Cotto in Action Against Margarito
Perhaps Cotto's only obvious advantage over Mayweather, aside from his finer manners and modest demeanor, is his ability to land power punches.
Cotto is one of the sport's heaviest hitting mid-weights and has a devastating left hook that he'd love put to good use.
The problem for his left hand will be, however, whether it can ever find Mayweather.
Say what you want about Money's shortcomings as a person, he is an escape artist par excellence.
It's been a long time since Mayweather's been hurt in the ring. If Cotto can manage to stun him, who knows how it could affect Mayweather's foot speed.
Evil or Just Greedy?
The real star of Milton's Paradise Lost is, of course, Satan.
For every Batman, there's a joker.
For every Skywalker, a Darth Vader.
For every Potter, a Voldemort.
What do these all have in common? Money. OK, maybe the Milton thing not so much. But the hero-villain dichotomy is extremely good for business.
And Floyd Mayweather has shown, if nothing else, that he's a shrewd businessman. He knows how to sell his fights, and he knows how to squeeze every dime from them.
No one naturally wants to play the villain, so it's a position of need. A role Mayweather decided long ago to warm up to at some crossroads or another.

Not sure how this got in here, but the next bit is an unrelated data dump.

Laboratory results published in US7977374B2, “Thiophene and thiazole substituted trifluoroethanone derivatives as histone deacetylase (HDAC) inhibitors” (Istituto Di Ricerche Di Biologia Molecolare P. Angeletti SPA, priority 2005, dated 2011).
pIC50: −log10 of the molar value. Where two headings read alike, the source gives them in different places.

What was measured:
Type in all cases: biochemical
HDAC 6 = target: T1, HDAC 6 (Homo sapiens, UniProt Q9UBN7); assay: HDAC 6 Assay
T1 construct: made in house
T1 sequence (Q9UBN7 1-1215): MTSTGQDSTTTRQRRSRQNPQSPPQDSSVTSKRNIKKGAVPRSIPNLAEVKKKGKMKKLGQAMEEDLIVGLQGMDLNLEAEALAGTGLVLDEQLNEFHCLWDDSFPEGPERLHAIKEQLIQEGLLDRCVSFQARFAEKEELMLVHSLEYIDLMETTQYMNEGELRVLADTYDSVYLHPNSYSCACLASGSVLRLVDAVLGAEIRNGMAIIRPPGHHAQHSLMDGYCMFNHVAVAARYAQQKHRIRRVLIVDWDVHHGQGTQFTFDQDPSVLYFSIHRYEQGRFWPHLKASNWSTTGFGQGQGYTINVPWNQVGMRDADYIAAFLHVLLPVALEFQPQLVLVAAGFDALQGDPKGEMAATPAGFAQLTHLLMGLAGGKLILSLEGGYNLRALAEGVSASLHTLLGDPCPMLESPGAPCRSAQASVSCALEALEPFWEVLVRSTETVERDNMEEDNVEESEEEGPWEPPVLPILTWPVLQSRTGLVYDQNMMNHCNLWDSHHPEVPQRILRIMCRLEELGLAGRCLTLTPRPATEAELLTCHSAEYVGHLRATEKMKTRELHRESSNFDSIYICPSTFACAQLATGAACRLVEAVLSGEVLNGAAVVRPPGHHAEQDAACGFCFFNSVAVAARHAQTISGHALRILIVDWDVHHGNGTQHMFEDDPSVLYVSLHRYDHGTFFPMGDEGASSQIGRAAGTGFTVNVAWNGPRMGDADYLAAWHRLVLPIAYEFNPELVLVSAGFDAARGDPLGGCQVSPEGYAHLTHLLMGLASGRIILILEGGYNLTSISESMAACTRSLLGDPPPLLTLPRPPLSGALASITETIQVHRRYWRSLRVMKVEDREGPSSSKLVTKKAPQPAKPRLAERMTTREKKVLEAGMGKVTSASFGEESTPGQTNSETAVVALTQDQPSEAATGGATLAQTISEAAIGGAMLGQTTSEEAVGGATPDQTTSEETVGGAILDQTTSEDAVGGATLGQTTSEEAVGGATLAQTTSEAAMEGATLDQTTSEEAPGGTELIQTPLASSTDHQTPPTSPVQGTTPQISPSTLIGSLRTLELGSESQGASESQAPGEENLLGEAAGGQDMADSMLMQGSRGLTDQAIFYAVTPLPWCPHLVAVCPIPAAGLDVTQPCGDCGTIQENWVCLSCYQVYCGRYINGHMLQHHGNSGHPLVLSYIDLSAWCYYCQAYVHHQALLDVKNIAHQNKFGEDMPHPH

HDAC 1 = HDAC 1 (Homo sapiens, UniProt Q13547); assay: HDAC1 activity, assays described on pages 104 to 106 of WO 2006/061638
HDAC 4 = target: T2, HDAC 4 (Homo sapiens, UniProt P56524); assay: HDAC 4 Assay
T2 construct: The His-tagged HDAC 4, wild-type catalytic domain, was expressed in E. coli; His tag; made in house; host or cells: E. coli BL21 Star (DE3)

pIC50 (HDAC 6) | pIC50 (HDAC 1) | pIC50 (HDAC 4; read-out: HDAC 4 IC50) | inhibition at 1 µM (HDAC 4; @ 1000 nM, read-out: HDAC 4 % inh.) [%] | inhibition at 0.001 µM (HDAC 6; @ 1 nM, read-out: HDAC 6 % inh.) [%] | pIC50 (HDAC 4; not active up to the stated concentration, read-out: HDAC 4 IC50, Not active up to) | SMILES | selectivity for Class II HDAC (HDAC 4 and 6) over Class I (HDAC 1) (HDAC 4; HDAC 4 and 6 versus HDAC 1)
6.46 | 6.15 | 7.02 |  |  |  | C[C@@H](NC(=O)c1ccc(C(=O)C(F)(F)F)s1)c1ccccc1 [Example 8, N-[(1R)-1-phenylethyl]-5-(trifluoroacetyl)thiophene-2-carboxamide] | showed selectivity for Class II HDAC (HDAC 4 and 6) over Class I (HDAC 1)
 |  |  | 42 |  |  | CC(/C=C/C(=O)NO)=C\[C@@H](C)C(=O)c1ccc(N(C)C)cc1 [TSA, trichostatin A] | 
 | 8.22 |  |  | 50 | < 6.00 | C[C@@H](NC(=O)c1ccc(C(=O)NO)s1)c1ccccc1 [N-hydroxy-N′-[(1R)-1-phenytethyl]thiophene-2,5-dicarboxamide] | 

I don't think you can fake domestic violence, so it's possible Money's villainy is genuine.
Or perhaps he's so deep in character that there's no turning back. Life now imitates art.
It's Mayweather's glaring darkness of the soul that makes his fights so compelling to watch.
Mayweather Will Have to Stand on His Own Legs
Mayweather is one of the best-conditioned athletes in the world.
In a sport known for it's grueling full-body workouts and demands, Mayweather really separates himself from almost every other fighter out there for his physical fitness.
He's often able to gut out early rounds of fights, allowing his opponent to attack but never hurt him, so that in the later rounds he's still gaining strength.
This is something to really watch with Cotto. Will Cotto come out strong and then wither as the fight goes on?
Or can Cotto maintain the immaculate footwork and form he displayed in his last fight against Margarito?
It's almost impossible to compare the slow, lumbering Margarito to the lighting-quick feet of Money, but Cotto will have to keep his power and stamina deep into the fight to have a chance.
Because Mayweather never really slows down.
Mayweather's Home Ain't Always Where the Heart Is
Cotto can't expect the same boisterous support he receives in his adopted hometown—and Puerto Rican stronghold—of New York City when he fights Mayweather in Las Vegas.
Nor can he expect the same love the MGM Grand crowd showered on the Mexican-American Victor Ortiz last September.
But I do believe that he stands able to win the crowd over, if he doesn't have it outright to begin with.
Mayweather's public approval rating is lower than Bashar al-Assad's of Syria. I presume that Mayweather couldn't give two craps.
See slide No. 4.
The hate makes money.
I also presume that Cotto could get a lift from the crowd if he can keep the contest close.